It’s sort of a joke between me and my other friends on YouTube. “You can come to my place and upload your video if you need–I have Fios”.
“Yeah, my video took forever to upload, I’m so jealous of your Fios internet.”
And honestly, there is a good reason why this is a thing. But for those that maybe have heard the term but are curious about what Fios is actually, I figured I’d break it down for you guys in a quick video.
Full disclosure: I have had Fios in my apartment for over a year and love it, but Verizon was kind enough to collaborate with me in creating this video to show you guys how it actually works.
What is Fios?
First up, what is Fios?
Fios is actually a branded term for Verizon’s fiber-optic network. It simply stands for Fiber Optic Service (and in Irish “fios” means knowledge, funnily enough).
Now, fiber optics is the transmitting of light through small fiber-like strands of glass (and sometimes plastic). These fiber optic cables have data transmitted down them at a much faster rate and with less signal noise since they aren’t susceptible to electromagnetic interference.
It’s pretty incredible how these cables work actually.
They’re made by taking glass (or, again, sometimes plastic) and pulling it through a machine so it becomes a long strand that is slightly thicker than that of a human hair. It’s through this that light will be transmitted in pulses (similar to how electricity is transmitted in pulses down copper wires).
This is then wrapped in a cladding that makes sure the light reflects back and forth within the glass strand and continues forward instead of refracting out of the core and being lost.
So, we have a transmitter at one end sending the light signals down the cable–bouncing around but always moving forward, and a receiver on the other end then decoding them into data. It’s similar in the way copper cables work in terms of sending and receiving, but there’s a bunch of benefits to using fiber optics over copper.
Benefits of Fios
So what are the benefits of Fios to you and me?
Speed, Speed, Speed
Well, firstly, and what most of us care about: speed.
Because of the way information is transmitted through the fiber optic cable it has much higher theoretical data rates than traditional coaxial or phone lines. The plans Verizon offers right now are 100Mbps download and upload (which is already crazy fast), 300Mbps down and up, and–what I have personally– which is crazy fast with speeds up to 940Mbps down and 880Mbps up. Over wifi I get a crazy 300Mbps up and down easily on every device in my apartment and if I plug in via ethernet I get that full speed for things like my video editing storage so I can connect to it remotely pull down and upload files quickly, my smart TV for streaming videos, and other things that can really take advantage of the speeds.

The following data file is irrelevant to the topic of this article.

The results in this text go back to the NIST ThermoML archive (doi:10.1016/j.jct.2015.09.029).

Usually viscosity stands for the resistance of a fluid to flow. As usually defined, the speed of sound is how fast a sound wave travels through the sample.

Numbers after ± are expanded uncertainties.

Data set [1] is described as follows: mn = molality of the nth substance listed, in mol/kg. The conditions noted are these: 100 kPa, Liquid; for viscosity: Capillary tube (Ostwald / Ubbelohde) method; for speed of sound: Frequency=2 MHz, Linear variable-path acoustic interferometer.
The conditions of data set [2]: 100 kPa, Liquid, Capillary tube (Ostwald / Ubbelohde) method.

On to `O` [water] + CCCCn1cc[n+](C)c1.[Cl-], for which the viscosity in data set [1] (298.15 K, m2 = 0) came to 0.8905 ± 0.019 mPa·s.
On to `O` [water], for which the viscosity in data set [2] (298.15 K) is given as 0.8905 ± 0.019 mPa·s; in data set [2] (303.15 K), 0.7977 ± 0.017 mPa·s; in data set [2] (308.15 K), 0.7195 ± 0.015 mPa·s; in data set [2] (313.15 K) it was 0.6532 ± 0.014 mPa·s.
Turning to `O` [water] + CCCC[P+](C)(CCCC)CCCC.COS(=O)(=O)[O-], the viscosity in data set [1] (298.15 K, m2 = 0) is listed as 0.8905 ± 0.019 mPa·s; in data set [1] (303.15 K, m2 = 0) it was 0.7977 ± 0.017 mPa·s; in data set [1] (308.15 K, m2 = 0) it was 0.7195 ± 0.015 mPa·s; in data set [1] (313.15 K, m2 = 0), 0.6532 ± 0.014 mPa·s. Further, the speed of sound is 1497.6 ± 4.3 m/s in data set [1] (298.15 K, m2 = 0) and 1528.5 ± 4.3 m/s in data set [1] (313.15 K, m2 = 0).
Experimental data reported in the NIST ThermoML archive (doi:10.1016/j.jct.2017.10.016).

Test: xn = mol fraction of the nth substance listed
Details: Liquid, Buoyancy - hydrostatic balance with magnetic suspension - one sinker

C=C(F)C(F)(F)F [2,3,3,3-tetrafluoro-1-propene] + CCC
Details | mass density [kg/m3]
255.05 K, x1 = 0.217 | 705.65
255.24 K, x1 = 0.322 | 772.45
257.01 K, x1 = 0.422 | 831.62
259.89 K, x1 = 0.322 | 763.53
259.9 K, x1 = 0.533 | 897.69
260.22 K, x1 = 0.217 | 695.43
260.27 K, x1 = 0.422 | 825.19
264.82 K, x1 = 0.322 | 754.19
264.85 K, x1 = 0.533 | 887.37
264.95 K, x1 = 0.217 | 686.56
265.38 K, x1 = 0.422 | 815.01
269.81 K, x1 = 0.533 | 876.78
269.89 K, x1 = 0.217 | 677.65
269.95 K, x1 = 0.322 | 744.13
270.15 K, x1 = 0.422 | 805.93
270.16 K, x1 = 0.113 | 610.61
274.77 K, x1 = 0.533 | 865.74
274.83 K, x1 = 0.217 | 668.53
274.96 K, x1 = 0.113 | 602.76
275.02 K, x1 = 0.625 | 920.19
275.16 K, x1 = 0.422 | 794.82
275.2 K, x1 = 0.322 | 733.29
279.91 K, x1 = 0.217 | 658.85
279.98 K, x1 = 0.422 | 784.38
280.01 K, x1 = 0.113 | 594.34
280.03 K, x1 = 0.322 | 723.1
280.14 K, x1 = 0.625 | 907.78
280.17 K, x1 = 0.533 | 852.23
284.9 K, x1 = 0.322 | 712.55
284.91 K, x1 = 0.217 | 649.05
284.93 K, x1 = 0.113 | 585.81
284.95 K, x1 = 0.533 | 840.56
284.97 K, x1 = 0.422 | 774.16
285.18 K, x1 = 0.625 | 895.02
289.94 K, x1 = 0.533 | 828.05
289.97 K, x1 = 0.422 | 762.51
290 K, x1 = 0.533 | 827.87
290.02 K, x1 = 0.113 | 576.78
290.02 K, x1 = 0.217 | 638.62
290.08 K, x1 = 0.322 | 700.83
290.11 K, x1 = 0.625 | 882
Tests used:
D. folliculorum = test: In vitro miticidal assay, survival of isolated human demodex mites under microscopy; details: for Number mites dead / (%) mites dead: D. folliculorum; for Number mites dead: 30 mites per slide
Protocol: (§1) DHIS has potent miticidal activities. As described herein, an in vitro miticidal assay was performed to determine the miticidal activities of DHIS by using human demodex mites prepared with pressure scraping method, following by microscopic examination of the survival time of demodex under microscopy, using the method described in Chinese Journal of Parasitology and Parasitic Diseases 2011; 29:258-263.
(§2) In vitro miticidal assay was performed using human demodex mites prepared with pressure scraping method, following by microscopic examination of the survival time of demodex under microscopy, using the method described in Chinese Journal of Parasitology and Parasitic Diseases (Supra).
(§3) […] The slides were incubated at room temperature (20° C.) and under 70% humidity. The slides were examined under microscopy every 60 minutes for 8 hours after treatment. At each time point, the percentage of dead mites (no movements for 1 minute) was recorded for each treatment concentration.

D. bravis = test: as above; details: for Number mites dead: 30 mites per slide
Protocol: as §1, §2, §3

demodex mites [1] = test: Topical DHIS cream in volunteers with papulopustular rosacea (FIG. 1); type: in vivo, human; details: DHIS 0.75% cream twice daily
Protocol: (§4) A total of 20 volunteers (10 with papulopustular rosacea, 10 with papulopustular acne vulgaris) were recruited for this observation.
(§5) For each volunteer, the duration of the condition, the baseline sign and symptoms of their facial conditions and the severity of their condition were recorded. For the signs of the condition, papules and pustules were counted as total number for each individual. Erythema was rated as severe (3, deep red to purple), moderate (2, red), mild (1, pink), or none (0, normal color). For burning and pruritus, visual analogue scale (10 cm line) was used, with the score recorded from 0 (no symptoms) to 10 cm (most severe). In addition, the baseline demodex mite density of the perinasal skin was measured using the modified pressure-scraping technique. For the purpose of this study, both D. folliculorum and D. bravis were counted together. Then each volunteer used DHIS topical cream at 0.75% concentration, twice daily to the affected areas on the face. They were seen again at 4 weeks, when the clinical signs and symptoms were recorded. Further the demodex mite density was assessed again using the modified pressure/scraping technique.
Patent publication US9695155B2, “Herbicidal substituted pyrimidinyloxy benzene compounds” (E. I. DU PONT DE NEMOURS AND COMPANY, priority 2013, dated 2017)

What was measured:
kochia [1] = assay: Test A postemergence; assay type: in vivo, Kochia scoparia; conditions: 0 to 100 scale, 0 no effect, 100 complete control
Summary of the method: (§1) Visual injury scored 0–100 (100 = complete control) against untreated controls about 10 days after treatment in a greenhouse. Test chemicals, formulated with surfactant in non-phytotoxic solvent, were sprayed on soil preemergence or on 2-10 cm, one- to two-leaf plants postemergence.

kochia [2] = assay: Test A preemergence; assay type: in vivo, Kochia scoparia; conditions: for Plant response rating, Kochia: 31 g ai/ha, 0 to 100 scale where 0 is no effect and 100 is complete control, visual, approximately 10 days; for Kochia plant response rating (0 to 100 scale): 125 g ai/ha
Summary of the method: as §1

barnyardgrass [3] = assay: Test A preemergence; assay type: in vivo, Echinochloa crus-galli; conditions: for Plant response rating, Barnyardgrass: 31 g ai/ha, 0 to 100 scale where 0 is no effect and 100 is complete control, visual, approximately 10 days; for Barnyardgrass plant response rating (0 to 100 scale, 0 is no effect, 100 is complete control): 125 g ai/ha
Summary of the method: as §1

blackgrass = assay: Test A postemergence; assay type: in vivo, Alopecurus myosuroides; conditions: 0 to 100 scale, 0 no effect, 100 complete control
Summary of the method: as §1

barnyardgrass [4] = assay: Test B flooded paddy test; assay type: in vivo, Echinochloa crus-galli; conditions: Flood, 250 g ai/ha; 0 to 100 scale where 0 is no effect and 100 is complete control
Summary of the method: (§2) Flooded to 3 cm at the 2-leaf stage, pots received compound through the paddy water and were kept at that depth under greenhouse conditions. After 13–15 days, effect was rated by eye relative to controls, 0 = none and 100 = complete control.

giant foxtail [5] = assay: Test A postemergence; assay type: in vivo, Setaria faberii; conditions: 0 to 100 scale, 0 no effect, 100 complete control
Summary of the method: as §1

Also, it’s important to note the fact that these aren’t just download speeds, which are used for streaming things, etc. it’s also upload speeds which is important for gaming and for me personally when I need to upload videos to YouTube or access files on my NAS storage remotely.
So, I know what you’re thinking, fast means expensive. But Fios has some pretty competitive pricing, actually.
For example, the 100Mbps plan is just $39.99/month with Verizon Fios and the top plan, the one I have, is just $79.99/month for the Fios Gigabit Connection plan plus they basically throw in TV and phone service for free essentially (not that I’m one to use TV service or phone service honestly, but hey, if it’s the same cost as it is without having it basically, then why not). You can check more out about those special plans at the link below.
Beyond the fact fiber optics is faster and more affordable, it’s also more reliable. Thanks to the fact that fiber optic cables are relatively new, they’ve been installed in a much better way. My building at least was built with fiber optics (and Fios, in particular) in mind so the cabling, access boxes, etc. are cleanly installed and easy for technicians to access, etc..
And who doesn’t like good cable management?!
Cons of Fios
So Fios probably sounds too good to be true at this point, right? Well, honestly, there’s really only one downside.
That downside is the fact that it isn’t available in a lot of places. Companies are still trying to roll out the fiber optic cables as fast as they can since it’s a newer technology, but when you think about how many miles of cable that is in the streets and then all of the cables in individual buildings, as well, it’s no surprise why it’s so large of a task for these companies and is taking a bit of time to see everywhere.
Fios from Verizon is currently available to residential customers living in select areas of New York, New Jersey, Maryland, Virginia, Pennsylvania, Rhode Island, Massachusetts, Connecticut, Delaware and Washington D.C. but you can check what’s available in whatever area you are in by clicking here.
Overall, Fios and fiber optics are faster, more reliable, and more affordable than most other internet providers. In fact, JD Power has awarded Fios “Highest in Customer Satisfaction with Residential Internet Service in the East, Six Years in a Row” and PCMag even ranked them as the fastest ISP in the US in 2018.
Bottom line: if you can get Fios in your area, you probably should. Period.
Thanks again to Verizon for helping me make this video. If you guys want to check out their exclusive offers and see if you can get Fios in your area, head to the link below. Otherwise, let me know what you guys think of Fios and fiber optic internet, I’d love to hear from you guys. I, honestly, love it. There’s nothing more satisfying to me than everything on the internet being instant.
As always, thanks for watching!